Early settlers to Royal Oak were farmers who cleared land to build their homes and plant crops, as agriculture was the primary occupation of the time. The advent of the railroad soon brought about logging, milling and other industries. Many early settlers to the area migrated from New York, including Orson Starr, the township’s first manufacturer. He became well known for making cowbells. In 1845, he built his wooden frame home incorporating many characteristics of Greek Revival, an architectural style that was popular at the time. The home still stands at its original site on Main Street, reminiscent of the days when Royal Oak was a remote township. The Orson Starr House (3123 N Main Street) is currently listed in Michigan’s State Register of Historic Sites and has been designated an historic district. The Orson Starr House Historic District has also received the official project designation of "Save America’s Treasures," awarded by the National Trust for Historic Preservation.
In 1819, Michigan Gov. Lewis Cass and several companions set out on an exploration of Michigan territory to disprove land surveyors’ claims that the territory was swampy and uninhabitable. The beginning of their journey seemed to support those claims until they reached a desirable area of higher ground near the intersections of Main, Rochester and Crooks Roads. Here they encountered a stately oak tree with a trunk considerably wider than most other oaks. Its large branches reminded Cass of the legend of the royal oak tree, under which King Charles II of England took sanctuary from enemy forces in 1660. Cass and his companions christened the tree, the "Royal Oak." And so Royal Oak received its name.
As early as 1891, when Royal Oak was a small village, there were only a few hundred residents. In the 10-year span from 1900 to 1910 the population grew to over 1,000. By the time Royal Oak was incorporated as a city in 1921, the population had exploded to over 6,000. This was due in large part to new jobs created by the booming auto industry. The development of the super highway, Woodward Avenue, led to greater population expansion. Woodward Avenue replaced the old Indian road, Saginaw Trail, as the connection between Detroit, Pontiac, Flint and Saginaw, making Royal Oak more accessible. Today, the 28-mile Woodward Avenue (M-1), bridging 10 communities from the Detroit River north to downtown Pontiac, holds the honorary designation of Michigan Heritage Route. The designation was awarded because of the historical and cultural significance of some 350 sites along Woodward Avenue, including 42 historic churches.
Completion of 1-696 on the southern border of Royal Oak in 1989, positioned the city centrally within Southeast Michigan. Merchants and city government began pumping new life into the city’s downtown.
Interesting Historical Facts
- City Commissions Throughout History
- Fire Department History
- Historic Locations/Districts Map
- History of a Piece of Land
- History of the City Seal
- Red Run - Ghost River of Royal Oak
Everyone young and old can get involved in the history of Royal Oak. There are several groups that meet on a regular basis and are willing to accept volunteers!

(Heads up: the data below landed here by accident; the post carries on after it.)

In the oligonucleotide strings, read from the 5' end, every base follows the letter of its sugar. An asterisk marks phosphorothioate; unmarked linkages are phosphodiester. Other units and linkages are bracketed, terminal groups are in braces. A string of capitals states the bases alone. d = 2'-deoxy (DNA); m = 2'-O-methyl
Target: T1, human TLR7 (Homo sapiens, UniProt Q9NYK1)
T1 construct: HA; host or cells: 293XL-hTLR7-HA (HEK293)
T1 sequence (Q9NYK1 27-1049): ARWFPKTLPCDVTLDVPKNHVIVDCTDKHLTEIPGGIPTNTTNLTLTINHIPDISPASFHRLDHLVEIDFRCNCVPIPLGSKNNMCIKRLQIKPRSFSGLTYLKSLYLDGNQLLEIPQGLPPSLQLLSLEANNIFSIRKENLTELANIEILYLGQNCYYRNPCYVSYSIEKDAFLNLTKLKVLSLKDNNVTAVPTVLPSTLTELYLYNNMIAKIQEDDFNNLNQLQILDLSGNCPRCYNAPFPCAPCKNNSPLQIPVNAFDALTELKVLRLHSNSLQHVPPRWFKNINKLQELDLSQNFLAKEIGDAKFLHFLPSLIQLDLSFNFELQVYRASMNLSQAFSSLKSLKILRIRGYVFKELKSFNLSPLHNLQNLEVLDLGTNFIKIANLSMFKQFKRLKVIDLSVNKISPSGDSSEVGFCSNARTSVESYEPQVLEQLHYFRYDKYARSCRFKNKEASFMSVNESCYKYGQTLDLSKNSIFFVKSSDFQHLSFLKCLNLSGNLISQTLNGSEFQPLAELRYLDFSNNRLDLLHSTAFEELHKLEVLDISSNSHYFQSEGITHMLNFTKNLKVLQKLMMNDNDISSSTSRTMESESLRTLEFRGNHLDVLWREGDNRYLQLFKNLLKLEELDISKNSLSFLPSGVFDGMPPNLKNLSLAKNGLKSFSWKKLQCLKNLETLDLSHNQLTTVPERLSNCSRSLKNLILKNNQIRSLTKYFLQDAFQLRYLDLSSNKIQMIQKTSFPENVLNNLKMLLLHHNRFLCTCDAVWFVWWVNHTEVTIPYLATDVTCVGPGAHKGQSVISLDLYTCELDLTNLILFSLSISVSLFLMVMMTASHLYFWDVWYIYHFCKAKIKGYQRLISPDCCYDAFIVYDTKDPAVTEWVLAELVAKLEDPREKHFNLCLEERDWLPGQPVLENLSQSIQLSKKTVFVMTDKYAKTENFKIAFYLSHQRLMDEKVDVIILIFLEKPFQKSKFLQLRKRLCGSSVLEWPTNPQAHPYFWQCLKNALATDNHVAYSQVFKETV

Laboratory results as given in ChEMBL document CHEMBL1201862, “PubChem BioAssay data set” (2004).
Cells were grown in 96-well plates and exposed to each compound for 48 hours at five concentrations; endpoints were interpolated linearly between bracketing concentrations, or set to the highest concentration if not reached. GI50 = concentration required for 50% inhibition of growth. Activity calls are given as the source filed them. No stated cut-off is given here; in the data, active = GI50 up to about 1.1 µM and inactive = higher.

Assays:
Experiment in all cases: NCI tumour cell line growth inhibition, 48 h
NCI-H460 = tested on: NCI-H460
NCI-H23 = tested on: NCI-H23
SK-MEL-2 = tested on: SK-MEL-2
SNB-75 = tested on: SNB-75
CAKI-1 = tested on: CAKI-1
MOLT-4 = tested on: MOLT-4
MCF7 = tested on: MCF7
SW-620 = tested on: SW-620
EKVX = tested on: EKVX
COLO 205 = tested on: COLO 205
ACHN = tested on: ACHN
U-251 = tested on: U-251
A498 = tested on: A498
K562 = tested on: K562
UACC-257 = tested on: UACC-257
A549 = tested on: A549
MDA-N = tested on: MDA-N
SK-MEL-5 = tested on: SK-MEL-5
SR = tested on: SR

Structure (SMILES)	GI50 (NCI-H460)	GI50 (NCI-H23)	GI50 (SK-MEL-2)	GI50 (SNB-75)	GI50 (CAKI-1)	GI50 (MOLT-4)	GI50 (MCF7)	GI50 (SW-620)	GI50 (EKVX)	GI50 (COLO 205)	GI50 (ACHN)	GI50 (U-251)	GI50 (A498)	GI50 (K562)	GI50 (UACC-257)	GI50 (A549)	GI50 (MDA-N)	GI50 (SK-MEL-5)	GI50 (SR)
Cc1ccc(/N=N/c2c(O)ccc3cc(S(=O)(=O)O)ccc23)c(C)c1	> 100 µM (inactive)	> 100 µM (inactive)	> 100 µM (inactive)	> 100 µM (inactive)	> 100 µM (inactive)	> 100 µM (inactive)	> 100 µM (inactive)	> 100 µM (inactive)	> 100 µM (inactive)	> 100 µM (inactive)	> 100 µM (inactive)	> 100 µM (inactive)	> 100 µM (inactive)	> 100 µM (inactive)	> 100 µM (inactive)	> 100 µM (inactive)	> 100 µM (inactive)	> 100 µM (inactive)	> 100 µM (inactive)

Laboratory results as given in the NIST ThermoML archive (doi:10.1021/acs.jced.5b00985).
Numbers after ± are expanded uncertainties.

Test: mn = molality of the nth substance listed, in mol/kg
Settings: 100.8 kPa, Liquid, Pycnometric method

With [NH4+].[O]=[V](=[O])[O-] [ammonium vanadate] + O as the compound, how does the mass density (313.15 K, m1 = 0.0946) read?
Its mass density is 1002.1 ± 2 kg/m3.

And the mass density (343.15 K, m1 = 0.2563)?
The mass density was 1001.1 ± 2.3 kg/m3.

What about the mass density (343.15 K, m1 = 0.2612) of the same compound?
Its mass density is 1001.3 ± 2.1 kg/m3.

Historic District Commission
Established by Ordinance § 82-13. The duty of the Commission is to review all plans for the construction, addition, alteration, repair, moving, excavation, or demolition of resources in a historic district. The Commission consists of seven members whose residence is located within the City of Royal Oak. A majority of the members shall have a clearly demonstrated interest in or knowledge of historic preservation. Serving three-year terms the Commission usually meets the third Tuesday of the month from September to June.
Historic District Study Committee
Established by Ordinance § 82-1 the Historic District Study Committee researches proposed historic districts for the purpose historic preservation in the City. There are seven members serving three-year terms, with one or more members of the Historical Commission or Historic District Commission. The Committee meets as needed.
Royal Oak Historical Commission
The Historical Commission is a policy-making body, which advises the City Commission on matters relating to or advancing the historical interests of the City of Royal Oak. The seven members are appointed by the City Commission and serve three-year terms. At least one member should be a member of the Historic District Commission or Historic District Study Committee. The Commission usually meets the fourth Wednesday of each month from September to June.
Royal Oak Historical Society
The Royal Oak Historical Society is a volunteer, membership organization whose purpose is to encourage historical study and research, to collect and preserve historical materials, and to record the forklore connected with the City of Royal Oak and its vicinity.
Roundtable of Royal Oak Historical Organizations
The Historical Roundtable is a group of representatives from each of the above four groups. The Roundtable works to collaborate the historical efforts through-out the City of Royal Oak. This gives the opportunity for each group to report on their plans, progress, special needs, events and interests.
It's never too late to be a part of history!
Other Historical Links
- Royal Oak Historical Society
- Historic Royal Oak, by David G. Penny, Ph.D.
- Oakland County Historical Commission
- Historical Society of Michigan
- Michigan Department of History, Arts, and Libraries
- Detroit Historical Society
|PastPresNov2003.pdf||02/16/15 12:27 pm||2.11 MB|